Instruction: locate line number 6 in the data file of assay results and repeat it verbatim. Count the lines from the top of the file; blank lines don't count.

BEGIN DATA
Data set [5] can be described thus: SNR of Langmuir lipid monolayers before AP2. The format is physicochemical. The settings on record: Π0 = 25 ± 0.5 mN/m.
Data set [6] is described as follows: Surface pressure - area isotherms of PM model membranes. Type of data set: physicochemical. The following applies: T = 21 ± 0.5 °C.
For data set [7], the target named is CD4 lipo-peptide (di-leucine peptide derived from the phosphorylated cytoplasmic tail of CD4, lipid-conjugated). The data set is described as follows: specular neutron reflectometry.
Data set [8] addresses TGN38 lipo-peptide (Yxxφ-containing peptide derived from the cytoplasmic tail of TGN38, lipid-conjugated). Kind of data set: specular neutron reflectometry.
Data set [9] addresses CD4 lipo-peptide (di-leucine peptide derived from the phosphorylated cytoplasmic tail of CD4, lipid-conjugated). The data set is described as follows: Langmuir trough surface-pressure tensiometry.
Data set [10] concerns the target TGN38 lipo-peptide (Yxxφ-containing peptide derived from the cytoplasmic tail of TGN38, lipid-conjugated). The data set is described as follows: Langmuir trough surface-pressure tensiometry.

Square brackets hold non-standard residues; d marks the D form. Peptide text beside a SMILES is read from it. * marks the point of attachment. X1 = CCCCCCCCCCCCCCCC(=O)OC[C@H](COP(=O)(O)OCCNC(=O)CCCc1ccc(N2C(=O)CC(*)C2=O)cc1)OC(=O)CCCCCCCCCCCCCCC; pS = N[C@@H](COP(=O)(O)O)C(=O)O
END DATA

Data set [10] concerns the target TGN38 lipo-peptide (Yxxφ-containing peptide derived from the cytoplasmic tail of TGN38, lipid-conjugated). The data set is described as follows: Langmuir trough surface-pressure tensiometry.